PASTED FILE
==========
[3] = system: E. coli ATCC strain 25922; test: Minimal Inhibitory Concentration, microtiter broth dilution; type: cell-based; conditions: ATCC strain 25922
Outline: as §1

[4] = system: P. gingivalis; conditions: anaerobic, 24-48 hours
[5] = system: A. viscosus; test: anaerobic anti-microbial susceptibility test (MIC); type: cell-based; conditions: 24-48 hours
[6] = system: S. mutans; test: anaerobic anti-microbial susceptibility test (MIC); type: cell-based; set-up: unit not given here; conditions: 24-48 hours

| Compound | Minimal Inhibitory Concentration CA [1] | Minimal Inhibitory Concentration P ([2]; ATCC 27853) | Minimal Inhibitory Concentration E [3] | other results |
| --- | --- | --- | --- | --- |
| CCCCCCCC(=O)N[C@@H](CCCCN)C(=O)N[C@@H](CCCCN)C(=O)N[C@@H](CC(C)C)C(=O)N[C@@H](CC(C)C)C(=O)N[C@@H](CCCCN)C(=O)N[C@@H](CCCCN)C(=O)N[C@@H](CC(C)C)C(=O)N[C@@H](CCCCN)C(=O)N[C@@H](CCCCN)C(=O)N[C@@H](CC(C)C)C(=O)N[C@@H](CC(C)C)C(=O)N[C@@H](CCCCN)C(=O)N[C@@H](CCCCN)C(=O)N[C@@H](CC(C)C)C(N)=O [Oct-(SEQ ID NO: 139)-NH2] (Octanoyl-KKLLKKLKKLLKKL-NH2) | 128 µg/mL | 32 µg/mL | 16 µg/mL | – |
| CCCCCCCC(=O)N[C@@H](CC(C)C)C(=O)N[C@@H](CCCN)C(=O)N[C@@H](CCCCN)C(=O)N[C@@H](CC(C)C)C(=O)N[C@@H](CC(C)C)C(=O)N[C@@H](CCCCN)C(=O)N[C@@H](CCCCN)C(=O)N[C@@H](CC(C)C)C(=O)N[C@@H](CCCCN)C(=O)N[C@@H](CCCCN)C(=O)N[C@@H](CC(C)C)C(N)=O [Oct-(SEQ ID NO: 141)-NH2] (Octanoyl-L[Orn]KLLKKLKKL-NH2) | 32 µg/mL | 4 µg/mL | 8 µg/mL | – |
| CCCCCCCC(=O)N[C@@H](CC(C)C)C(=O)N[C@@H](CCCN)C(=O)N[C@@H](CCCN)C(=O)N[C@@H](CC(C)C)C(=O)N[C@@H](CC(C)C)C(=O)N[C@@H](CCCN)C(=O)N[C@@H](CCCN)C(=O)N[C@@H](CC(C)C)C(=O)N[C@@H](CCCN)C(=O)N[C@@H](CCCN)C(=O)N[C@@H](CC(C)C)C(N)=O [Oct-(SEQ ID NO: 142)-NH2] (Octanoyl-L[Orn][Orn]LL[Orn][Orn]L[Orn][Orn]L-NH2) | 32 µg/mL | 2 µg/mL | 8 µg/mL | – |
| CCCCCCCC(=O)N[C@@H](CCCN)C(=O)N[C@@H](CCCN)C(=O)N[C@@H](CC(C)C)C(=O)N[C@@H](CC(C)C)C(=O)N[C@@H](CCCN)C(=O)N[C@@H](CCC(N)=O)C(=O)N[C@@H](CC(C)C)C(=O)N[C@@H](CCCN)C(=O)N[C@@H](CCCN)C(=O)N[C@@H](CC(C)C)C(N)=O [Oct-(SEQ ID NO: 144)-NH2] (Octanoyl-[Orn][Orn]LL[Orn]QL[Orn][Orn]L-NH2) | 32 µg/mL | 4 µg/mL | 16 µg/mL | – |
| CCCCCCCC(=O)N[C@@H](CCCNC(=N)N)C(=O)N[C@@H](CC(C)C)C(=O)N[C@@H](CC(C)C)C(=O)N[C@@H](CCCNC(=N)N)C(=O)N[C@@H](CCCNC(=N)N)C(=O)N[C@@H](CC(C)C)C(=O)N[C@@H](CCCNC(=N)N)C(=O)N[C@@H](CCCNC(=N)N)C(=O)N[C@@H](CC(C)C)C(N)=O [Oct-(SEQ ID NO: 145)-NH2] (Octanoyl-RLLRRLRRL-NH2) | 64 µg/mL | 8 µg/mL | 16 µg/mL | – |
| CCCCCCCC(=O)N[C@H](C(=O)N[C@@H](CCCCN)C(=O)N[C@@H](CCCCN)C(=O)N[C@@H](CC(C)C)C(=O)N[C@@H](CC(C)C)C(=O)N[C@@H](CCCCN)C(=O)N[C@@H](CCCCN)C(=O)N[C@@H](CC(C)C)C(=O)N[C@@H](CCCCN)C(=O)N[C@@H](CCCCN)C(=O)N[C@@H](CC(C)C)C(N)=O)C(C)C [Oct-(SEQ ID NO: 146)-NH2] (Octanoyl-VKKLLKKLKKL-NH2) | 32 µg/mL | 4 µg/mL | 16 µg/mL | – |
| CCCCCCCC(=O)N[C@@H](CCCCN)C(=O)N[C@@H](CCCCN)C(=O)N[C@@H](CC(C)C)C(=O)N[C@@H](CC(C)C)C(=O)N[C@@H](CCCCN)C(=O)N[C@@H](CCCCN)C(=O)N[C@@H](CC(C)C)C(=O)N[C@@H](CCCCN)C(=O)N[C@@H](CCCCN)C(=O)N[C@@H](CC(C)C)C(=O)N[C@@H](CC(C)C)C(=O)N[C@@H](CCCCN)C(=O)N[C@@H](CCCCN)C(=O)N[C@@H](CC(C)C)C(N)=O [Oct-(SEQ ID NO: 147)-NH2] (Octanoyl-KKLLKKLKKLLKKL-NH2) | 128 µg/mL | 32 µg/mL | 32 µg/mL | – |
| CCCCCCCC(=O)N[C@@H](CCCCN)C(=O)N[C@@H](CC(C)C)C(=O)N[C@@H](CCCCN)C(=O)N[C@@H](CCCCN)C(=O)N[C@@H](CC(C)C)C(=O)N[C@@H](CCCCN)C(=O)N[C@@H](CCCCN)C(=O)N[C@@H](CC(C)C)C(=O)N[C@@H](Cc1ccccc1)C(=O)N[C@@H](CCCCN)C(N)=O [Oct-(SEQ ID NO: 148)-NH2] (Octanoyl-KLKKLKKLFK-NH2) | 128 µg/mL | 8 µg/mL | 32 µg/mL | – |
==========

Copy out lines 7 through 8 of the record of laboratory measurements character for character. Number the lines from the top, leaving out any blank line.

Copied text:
| --- | --- | --- | --- | --- |
| CCCCCCCC(=O)N[C@@H](CCCCN)C(=O)N[C@@H](CCCCN)C(=O)N[C@@H](CC(C)C)C(=O)N[C@@H](CC(C)C)C(=O)N[C@@H](CCCCN)C(=O)N[C@@H](CCCCN)C(=O)N[C@@H](CC(C)C)C(=O)N[C@@H](CCCCN)C(=O)N[C@@H](CCCCN)C(=O)N[C@@H](CC(C)C)C(=O)N[C@@H](CC(C)C)C(=O)N[C@@H](CCCCN)C(=O)N[C@@H](CCCCN)C(=O)N[C@@H](CC(C)C)C(N)=O [Oct-(SEQ ID NO: 139)-NH2] (Octanoyl-KKLLKKLKKLLKKL-NH2) | 128 µg/mL | 32 µg/mL | 16 µg/mL | – |